Index Home About Blog
From: (Arno Hahma)
Subject: Re: why caseless ammo?
Organization: University of Turku, Finland

In article <w5593B1w164w@upchrch.UUCP> upchrch!
(Joel Upchurch ) writes:

#I thought that I read that one of the problems with developing the G11
#was preventing cook off because there was no shell casing to protect
#the powder from the heat of the chamber.

That is right. They had to develop a new propellant to get along with
the problem. The G11 uses a LOVA-powder, no nitrocellulose in it at
all. That way, they were able to get the cook-off limit beyond that of
an ordinary assault rifle.

#It also seems to me that the
#ejection of the brass would cause a lot the heat generated to leave
#with the brass, rather than stay in the chamber.

You are perfectly right in that. The brass acts as an efficient heat
shield between the chamber and the powder and does remove considerable
amounts of heat from the gun, especially in the chamber area. If one
considers cook off, it is just the chamber area that is critical. The
cook off problem has been one of the major problems with caseless ammo
along with sealing the bolt-chamber interface.


From: (Arno Hahma)
Subject: Re: Scenario: One gun any enviorment
Organization: University of Turku

In article <34csdq$>,

##Got a hypothetical situation here. Suppose you had to pick one weapon and
##a limit of 20lbs of ammo. What would it be? The enviornment you prepare
##for could be anything: urban, jungle, whatever. Concealment is not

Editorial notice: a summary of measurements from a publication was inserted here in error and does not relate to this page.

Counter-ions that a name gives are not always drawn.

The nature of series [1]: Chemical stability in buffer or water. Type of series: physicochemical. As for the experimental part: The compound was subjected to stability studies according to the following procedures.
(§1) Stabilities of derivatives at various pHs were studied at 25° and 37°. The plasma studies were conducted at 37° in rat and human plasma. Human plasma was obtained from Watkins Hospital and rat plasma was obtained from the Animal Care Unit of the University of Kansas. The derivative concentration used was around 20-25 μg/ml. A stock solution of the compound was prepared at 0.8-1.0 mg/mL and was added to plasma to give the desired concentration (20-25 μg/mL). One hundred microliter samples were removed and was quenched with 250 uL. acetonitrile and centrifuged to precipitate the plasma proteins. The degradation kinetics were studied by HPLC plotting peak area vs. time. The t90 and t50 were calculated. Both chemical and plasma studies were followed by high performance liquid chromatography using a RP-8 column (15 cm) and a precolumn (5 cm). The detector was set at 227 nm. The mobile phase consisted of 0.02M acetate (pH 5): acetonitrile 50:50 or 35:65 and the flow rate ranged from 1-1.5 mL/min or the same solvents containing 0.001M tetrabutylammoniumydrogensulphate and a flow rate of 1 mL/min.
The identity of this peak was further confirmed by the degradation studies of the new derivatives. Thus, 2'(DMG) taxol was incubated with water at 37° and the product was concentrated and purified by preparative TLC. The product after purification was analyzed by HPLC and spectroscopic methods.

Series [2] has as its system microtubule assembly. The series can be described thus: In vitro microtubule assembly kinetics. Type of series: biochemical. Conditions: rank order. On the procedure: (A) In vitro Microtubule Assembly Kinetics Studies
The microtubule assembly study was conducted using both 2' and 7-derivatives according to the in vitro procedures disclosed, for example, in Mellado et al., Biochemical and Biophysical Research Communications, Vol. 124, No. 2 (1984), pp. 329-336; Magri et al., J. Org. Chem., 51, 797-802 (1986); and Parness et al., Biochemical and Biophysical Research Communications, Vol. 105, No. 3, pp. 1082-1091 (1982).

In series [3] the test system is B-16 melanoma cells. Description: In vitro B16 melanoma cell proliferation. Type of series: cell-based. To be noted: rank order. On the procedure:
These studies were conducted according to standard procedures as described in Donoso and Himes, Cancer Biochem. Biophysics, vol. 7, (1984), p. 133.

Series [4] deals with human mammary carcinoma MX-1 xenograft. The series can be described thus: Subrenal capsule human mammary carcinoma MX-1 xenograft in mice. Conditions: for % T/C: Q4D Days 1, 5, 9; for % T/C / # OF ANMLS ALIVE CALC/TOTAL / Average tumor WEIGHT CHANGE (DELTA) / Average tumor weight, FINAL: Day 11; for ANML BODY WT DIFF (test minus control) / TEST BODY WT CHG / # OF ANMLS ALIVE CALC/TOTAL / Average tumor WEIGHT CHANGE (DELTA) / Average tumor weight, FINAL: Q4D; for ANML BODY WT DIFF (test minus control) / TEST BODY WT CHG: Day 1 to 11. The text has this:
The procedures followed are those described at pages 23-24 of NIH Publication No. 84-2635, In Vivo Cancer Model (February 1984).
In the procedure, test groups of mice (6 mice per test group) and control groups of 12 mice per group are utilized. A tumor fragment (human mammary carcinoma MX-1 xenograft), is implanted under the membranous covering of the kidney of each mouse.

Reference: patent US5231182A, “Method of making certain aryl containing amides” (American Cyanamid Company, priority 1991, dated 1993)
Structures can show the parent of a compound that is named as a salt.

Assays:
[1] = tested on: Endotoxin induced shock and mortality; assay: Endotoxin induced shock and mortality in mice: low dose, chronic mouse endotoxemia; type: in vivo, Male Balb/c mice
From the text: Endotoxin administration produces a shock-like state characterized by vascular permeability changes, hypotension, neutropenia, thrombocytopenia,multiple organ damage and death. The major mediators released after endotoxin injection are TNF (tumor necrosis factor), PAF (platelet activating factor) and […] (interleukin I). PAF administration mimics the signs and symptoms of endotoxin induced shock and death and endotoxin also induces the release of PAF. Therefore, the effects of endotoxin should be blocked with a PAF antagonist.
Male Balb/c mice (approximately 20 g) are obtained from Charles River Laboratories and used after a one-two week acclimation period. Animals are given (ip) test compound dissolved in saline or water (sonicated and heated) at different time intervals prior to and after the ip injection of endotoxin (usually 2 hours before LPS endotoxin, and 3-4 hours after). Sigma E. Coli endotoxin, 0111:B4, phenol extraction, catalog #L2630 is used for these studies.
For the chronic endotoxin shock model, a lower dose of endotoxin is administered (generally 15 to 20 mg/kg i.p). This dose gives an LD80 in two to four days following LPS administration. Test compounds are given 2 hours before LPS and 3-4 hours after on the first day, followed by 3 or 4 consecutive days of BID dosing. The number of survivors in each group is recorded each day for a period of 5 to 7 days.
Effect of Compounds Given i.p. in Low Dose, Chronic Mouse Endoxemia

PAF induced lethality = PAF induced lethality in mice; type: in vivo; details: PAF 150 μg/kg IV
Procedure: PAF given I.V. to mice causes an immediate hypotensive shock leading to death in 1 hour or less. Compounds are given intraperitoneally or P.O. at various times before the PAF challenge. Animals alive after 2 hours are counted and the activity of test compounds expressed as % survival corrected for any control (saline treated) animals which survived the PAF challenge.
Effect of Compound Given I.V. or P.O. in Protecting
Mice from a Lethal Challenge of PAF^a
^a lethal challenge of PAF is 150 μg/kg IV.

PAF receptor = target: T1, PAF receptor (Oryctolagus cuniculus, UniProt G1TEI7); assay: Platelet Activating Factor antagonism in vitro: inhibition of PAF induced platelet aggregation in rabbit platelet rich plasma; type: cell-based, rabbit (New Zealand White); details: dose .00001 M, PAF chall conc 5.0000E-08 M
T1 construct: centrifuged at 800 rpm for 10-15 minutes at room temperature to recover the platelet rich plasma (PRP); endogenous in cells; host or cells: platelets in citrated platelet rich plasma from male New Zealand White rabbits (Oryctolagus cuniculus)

#I'd probably grab my scoped .30 cal bolt action, then handload ammo

How about the Heckler&Koch G11K3? 10 kg of ammo for that one
would be several thousand pieces and you'd be able to carry
a large amount all the time on top of the gun. G11 would give
you more firepower than any other gun can provide.


From: (Arno Hahma)
Organization: University of Turku
Date: 4 Dec 1994 17:53:22 -0500

In article <3brgq3$>,
Bev Clark/Steve Gallacci <> wrote:

#It is technically possible to make homebuilt caseless ammo, but the
#chances of doing it safely and with consistant results would be really

Adding to that, it would be extremely difficult and expensive. First of
all, controlling the particle sizes of the ingredients is incredible
demanding task and is still a headache for the factories making the

Then you have to mix the ingredients, homogeneously.  That's not
trivial either, we are speaking about submicron particles and highly
viscous binders with a lower than 15 % overall content. You need a
heavy duty extruder (cost maybe half a million dollars), that has
safety measures to handle an accidental ignition without blowing up to
pieces (at least, has a probability of surviving...).

Last but not least, where would you get the necessary materials for a
successful caseless propellant? The binder is usually cellulose
tributyrate and the oxidiser is hexogen. Some propellants are made of
long chain polyester resins and octogen (HMX). The newest ones with the
highest energy consist of an energetic binder (bis-azidomethyloxetane
polymer or glycidyl nitrate polymers) and maybe CL-20 as the oxidizer.
For those who don't know what CL-20 or HNIW is, go figure out :>.  It
is _very_ hard to make...

I think a better alternative is to make semi-caseless ammo.  Make a
case, that has only the base out of metal, the rest plain cardboard
(like shotgun cases). Then impregnate the cardboard with molten TNT
(and get the TNT content to approx. 40 %) and load the case with
regular smokeless powder. This way, you will get combustible cases,
that leave only the butt of the round left. This could be done at home,
the only problem would be how to ensure there is always the same amount
of TNT in each case (consistency problem).


Index Home About Blog